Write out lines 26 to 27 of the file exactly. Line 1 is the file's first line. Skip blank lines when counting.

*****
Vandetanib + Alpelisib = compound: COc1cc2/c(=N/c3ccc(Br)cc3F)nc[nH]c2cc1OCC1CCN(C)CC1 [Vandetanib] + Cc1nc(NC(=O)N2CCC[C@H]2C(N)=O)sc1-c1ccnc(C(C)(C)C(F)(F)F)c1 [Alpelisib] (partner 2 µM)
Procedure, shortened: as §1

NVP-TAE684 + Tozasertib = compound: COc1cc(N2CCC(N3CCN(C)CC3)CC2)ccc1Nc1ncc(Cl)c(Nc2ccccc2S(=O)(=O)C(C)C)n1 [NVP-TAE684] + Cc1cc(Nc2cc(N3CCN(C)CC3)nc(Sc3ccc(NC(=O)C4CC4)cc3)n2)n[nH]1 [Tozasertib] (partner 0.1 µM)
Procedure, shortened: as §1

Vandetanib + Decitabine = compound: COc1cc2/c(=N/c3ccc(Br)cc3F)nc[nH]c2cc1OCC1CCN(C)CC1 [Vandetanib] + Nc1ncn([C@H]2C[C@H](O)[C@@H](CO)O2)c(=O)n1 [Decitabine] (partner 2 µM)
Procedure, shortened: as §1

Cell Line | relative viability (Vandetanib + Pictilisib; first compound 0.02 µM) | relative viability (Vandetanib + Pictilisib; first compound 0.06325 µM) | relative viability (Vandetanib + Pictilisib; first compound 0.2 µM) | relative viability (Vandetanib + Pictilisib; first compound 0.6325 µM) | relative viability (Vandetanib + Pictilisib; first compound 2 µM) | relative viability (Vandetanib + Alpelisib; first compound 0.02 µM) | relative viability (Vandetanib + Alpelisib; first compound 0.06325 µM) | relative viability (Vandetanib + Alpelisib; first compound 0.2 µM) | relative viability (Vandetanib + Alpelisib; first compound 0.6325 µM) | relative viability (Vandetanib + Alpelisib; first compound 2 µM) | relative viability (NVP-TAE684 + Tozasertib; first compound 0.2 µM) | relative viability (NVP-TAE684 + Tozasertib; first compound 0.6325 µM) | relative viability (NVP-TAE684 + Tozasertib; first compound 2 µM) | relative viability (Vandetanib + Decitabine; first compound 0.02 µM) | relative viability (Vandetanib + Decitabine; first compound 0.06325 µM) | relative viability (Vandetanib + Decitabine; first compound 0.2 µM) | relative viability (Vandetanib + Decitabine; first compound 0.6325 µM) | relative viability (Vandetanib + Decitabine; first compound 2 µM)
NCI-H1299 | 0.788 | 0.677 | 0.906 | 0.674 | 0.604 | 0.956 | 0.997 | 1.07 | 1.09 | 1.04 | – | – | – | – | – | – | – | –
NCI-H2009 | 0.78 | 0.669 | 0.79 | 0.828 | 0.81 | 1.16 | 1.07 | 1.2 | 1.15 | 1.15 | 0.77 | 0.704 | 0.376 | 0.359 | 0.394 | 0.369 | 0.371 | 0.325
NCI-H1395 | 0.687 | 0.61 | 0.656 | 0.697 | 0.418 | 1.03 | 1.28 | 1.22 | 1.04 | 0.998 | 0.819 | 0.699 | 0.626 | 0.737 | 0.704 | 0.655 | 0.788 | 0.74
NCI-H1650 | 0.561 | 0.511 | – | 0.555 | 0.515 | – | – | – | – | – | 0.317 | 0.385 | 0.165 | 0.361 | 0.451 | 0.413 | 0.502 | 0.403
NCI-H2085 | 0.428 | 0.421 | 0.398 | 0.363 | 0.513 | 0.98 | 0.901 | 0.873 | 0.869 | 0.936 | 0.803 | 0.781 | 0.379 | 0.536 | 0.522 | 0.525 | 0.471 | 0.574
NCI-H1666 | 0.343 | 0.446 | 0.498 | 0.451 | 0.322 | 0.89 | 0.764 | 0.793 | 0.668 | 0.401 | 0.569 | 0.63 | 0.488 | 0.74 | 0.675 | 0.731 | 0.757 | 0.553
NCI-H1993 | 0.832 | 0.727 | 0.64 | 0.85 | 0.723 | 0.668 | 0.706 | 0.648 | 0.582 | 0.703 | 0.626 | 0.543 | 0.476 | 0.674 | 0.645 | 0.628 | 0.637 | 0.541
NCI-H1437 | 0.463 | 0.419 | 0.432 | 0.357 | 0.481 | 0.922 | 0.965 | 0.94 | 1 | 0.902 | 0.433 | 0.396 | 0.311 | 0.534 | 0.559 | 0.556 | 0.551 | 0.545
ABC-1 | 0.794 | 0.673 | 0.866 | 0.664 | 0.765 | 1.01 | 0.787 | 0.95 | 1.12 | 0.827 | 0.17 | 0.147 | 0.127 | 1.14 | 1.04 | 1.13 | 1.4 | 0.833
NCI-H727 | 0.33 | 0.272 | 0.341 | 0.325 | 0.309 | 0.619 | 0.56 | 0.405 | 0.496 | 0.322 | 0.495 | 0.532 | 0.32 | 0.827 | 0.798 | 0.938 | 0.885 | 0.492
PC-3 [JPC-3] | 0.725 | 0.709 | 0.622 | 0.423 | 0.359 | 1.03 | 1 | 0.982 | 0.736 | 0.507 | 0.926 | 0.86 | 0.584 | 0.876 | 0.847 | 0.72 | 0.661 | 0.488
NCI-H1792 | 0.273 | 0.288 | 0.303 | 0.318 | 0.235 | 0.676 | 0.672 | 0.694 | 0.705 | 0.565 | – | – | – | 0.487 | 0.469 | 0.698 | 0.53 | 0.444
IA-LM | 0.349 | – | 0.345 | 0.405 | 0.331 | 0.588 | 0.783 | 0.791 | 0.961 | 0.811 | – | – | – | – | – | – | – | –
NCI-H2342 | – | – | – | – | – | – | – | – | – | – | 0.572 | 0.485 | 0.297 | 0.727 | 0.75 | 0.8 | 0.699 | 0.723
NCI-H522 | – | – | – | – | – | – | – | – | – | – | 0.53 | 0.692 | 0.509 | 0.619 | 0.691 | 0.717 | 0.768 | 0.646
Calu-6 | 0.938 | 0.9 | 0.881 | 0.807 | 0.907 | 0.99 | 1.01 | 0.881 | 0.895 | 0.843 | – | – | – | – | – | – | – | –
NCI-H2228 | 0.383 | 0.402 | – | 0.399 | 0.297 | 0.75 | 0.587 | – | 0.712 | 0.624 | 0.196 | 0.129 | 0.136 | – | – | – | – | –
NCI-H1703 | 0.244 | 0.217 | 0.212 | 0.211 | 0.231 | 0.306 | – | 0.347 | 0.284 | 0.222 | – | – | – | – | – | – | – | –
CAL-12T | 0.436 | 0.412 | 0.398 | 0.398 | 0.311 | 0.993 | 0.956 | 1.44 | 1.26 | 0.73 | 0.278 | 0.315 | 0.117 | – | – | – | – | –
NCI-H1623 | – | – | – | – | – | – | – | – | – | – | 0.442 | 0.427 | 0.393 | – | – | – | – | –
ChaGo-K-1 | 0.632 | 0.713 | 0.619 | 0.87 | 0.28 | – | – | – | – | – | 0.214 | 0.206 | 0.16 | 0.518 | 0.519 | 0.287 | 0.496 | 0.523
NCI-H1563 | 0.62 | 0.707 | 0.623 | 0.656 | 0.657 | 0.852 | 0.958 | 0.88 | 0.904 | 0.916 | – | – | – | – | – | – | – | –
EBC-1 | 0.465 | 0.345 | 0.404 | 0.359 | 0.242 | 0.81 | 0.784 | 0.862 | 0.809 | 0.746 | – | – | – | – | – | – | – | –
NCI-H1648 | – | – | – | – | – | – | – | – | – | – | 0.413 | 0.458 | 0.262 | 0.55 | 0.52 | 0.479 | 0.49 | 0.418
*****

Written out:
CAL-12T | 0.436 | 0.412 | 0.398 | 0.398 | 0.311 | 0.993 | 0.956 | 1.44 | 1.26 | 0.73 | 0.278 | 0.315 | 0.117 | – | – | – | – | –
NCI-H1623 | – | – | – | – | – | – | – | – | – | – | 0.442 | 0.427 | 0.393 | – | – | – | – | –